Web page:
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Conventions Are My Favorite Laboratory, Part One

A teddy bear is riding a plastic dinosaur surrounded by other assembled toys. [1]

For the last few years at my local convention, I’ve been running multiple sessions of games that are derived from the original format established by Apocalypse World. If you aren’t familiar with the game, it is a highly narrative game where you map the described actions of a player character to a move. Once that move has been identified, players will roll two six-sided dice and add them together. They may also have a bonus based on stats or other game elements to add to that roll.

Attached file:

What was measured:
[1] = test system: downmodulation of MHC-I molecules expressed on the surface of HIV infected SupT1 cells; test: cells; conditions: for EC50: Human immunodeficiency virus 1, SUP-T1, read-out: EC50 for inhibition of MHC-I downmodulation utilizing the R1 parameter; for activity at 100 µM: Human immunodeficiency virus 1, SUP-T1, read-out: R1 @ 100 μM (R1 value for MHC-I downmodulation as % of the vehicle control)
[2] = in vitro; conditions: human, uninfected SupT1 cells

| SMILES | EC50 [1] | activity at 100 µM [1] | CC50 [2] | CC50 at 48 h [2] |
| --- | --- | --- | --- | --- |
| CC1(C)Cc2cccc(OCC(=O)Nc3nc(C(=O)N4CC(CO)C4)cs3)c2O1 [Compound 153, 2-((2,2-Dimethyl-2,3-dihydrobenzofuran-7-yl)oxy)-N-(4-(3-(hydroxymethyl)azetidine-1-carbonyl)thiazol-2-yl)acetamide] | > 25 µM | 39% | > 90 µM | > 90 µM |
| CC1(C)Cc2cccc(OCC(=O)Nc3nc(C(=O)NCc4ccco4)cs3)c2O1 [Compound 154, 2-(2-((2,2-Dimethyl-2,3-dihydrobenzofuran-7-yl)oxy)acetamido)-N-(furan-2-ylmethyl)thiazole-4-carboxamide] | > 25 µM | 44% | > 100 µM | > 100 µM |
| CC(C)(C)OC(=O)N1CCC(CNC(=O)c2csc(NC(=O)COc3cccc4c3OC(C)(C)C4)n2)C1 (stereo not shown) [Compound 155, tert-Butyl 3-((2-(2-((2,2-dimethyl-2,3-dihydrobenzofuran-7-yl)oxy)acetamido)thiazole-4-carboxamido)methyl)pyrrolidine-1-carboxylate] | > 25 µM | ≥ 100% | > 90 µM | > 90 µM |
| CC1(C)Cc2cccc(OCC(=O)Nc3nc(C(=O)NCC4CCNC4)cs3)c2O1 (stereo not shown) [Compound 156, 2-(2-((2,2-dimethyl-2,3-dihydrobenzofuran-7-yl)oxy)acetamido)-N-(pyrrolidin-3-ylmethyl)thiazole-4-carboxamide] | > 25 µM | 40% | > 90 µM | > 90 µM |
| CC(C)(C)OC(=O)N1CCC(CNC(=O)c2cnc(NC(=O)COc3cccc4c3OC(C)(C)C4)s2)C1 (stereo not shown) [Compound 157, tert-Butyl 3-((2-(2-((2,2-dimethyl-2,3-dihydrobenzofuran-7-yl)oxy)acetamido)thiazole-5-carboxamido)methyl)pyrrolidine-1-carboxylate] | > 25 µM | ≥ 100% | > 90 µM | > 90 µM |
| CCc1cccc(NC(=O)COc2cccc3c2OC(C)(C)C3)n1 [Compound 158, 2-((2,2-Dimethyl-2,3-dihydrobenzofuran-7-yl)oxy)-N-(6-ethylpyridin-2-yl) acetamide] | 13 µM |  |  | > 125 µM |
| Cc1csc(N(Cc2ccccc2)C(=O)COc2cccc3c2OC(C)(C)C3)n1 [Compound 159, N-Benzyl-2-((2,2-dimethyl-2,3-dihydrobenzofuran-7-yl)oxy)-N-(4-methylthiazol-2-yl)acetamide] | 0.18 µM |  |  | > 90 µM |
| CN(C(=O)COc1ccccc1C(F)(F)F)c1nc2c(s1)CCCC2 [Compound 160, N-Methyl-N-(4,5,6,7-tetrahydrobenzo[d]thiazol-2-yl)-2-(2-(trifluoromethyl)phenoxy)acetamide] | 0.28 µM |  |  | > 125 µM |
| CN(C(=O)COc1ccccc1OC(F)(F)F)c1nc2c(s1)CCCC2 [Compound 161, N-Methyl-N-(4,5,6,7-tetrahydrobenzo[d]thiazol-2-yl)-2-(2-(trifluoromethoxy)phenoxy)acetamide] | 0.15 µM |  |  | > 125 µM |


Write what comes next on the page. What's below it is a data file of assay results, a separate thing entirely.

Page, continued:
This will yield 3 tiers of results. On a 6 or lower, the action is usually unsuccessful, and the person moderating the game is free to introduce a serious complication into the game. On a roll of 7 to 9, an action might be partially successful, or it might be successful, but with an added complication. On a 10 or higher, the action usually succeeds as intended.

This is a very simple mechanic, but there are a number of other elements that shift from game to game that can reinforce a variety of genres and tones. It is this simple base, and the variety of ways to add on to that simple base, that fascinates me. It sometimes takes very few additional rules to give two games with a similar basis a wildly different feel.